Nightingale Art Advisory, LLC
Art Matters, LLC
American Society of Appraisers
Elizabeth L. Lovett, AM
Lake Lovett Appraisals
* Ms. Lake-Lovett was very communicative and transparent and a pleasure to interview
Spalding M. Nix, AM
Spalding Nix Fine Art
International Society of Appraisers
Selma Paul Certified Appraiser & Estate Services
ISA membersince Jul 01, 2003
Courtney Ahlstrom Christy
Ahlstrom Appraisals LLC
ISA membersince Jul 22, 2013
Disclosure: We have no prior or current business affiliation with these vendors.
I chose appraisers around Atlanta, Georgia, for the ease of in-person evaluation. Use the association/society directories to locate appraisers in your area. Alternatively, many appraisers are starting to work remotely.
How to find online or remote appraisers?
The art market tends to thrive in urban areas. If you are not located in a metropolitan area, finding an in-person appraiser can be difficult. However, there are ways to have your artwork appraised remotely.
Many companies provide online art appraisals and generally have turnaround times between 2 to 7 days.
When searching for a company, it is best to look for one specializing in the type of art you want to be appraised. A company that claims to value absolutely any antique or art will likely not be as accurate as a company that focuses on paintings.
Many art appraisal businesses have found ways to conduct their appraisals remotely as businesses move operations online. You can try to reach out to an art appraiser specializing in your artwork to see if a remote appraisal is possible.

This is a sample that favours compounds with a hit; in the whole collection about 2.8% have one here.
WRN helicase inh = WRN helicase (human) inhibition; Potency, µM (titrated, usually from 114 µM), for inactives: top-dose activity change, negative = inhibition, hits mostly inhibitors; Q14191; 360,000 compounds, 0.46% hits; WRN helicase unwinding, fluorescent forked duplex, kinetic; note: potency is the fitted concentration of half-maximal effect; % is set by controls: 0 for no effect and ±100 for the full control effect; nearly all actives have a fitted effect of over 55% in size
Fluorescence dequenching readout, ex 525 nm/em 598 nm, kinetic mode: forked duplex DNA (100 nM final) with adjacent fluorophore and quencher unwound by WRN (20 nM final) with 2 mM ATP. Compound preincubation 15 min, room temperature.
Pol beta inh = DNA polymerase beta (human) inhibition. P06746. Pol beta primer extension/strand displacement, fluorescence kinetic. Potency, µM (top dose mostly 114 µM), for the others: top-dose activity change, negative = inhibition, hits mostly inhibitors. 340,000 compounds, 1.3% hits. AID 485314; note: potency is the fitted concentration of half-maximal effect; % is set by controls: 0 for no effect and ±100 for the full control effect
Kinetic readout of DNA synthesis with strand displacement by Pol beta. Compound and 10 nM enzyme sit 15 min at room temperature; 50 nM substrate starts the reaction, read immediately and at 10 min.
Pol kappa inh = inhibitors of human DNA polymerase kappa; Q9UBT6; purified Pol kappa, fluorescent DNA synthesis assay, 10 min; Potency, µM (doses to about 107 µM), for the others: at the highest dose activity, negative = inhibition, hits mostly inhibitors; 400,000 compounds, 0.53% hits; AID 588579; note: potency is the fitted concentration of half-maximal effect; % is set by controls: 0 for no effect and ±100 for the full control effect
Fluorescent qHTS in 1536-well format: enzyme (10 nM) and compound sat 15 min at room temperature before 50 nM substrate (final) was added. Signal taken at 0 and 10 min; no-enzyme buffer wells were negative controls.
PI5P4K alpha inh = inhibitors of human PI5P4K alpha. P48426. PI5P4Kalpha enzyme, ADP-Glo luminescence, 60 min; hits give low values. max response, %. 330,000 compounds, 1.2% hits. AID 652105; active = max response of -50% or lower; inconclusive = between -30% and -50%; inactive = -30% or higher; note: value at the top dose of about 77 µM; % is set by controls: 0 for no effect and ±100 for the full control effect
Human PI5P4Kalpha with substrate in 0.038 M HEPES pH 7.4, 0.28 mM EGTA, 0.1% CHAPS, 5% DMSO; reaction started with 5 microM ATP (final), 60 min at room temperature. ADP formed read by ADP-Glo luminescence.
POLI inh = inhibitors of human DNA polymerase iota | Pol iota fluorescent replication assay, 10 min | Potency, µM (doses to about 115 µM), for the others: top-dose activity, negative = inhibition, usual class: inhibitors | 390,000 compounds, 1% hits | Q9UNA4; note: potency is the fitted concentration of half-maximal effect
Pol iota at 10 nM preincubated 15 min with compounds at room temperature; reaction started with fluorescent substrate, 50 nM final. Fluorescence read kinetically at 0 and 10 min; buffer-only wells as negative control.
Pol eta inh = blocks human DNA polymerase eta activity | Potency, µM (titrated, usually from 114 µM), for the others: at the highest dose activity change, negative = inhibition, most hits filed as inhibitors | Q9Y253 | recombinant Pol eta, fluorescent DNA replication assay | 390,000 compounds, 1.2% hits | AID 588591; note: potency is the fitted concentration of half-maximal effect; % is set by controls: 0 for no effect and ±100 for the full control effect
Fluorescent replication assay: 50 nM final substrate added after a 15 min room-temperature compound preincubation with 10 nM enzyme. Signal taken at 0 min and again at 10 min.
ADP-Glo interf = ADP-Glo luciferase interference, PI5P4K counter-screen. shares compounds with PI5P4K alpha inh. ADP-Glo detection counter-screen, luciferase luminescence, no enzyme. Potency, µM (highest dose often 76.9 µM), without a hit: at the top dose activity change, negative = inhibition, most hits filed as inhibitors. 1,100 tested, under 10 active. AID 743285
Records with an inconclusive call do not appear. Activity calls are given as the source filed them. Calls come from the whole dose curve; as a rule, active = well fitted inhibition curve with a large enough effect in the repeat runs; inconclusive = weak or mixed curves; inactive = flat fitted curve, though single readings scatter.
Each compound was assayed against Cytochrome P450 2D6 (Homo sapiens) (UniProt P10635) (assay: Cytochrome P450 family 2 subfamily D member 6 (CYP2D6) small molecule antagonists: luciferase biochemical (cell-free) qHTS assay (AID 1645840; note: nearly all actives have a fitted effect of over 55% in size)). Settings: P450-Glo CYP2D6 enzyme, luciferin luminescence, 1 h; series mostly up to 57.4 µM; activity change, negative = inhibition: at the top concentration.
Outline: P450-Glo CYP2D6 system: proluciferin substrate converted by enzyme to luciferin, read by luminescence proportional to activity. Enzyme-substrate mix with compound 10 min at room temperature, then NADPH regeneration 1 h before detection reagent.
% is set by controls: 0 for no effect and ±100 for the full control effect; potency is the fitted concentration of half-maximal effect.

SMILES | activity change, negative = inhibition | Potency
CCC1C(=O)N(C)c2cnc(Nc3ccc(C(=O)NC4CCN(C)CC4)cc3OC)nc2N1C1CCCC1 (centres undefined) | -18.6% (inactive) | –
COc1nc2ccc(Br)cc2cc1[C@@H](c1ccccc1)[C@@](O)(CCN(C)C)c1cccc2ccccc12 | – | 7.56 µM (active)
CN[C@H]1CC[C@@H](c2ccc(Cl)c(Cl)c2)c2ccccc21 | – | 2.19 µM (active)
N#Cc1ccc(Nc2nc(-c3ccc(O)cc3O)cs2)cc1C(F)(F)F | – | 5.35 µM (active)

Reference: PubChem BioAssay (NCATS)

An online appraisal can be advantageous if you live in a more remote area. Online appraisals also tend to be cheaper than in-person evaluations.
In The Report
What kind of information should be included in an appraisal report?
The information included in a quality art appraisal report
- Agreement and job scope
- Purpose of the report
- Research and valuation methods
- Limiting conditions
- Appraiser disinterest statement
- Artwork’s description and condition
- Provenance/history summary
- Certificate of appraisal with signature
- Appraiser’s qualifications and association membership information
As mentioned before, these elements of an appraisal report should be collected using the Uniform Standards of Professional Appraisal Practice guidelines.
While the USPAP is designed primarily as a set of standards for real estate appraisers, the document is generally accepted as guidance for personal property appraisers, and in our case, art appraisals. Thecurrent standardscan be found on The Appraisal Foundation’s site.
How do you value artwork for insurance? ›
Generally speaking, insurance adjustors will use an artist's past sales to determine valuation. If you sold a similar painting for $1,000 (and can provide legitimate documentation), expect a valuation of about $1,000, unless you've started working with precious metals.How do you get artwork appraised? ›